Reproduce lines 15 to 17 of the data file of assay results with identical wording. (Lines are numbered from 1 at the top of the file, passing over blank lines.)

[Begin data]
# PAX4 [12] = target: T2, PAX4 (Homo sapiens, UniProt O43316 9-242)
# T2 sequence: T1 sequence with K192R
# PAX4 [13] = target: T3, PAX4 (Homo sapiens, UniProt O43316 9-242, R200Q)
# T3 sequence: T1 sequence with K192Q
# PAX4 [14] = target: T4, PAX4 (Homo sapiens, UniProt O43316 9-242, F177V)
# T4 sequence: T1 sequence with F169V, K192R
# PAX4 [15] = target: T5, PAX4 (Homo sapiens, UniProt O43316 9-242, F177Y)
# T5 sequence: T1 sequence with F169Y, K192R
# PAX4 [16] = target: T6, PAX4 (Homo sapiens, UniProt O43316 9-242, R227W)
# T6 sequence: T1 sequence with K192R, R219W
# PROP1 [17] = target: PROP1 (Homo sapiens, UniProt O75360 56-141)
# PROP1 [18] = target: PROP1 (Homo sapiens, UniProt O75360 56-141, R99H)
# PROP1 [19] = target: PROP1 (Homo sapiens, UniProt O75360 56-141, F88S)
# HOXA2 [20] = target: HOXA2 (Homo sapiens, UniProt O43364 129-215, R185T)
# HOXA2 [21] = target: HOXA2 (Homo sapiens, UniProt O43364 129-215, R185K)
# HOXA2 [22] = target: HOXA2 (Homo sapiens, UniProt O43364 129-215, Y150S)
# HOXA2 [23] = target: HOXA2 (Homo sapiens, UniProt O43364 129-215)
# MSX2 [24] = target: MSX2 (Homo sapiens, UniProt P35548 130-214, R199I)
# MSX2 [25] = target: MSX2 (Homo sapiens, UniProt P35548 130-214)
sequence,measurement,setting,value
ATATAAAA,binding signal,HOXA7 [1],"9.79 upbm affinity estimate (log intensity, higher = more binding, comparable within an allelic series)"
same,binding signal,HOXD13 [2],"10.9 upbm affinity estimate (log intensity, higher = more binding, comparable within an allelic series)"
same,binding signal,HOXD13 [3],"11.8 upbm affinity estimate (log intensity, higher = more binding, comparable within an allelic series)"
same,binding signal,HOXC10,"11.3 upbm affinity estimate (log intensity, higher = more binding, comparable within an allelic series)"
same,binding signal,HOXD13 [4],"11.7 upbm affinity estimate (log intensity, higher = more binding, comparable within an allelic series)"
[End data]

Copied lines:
# HOXA2 [21] = target: HOXA2 (Homo sapiens, UniProt O43364 129-215, R185K)
# HOXA2 [22] = target: HOXA2 (Homo sapiens, UniProt O43364 129-215, Y150S)
# HOXA2 [23] = target: HOXA2 (Homo sapiens, UniProt O43364 129-215)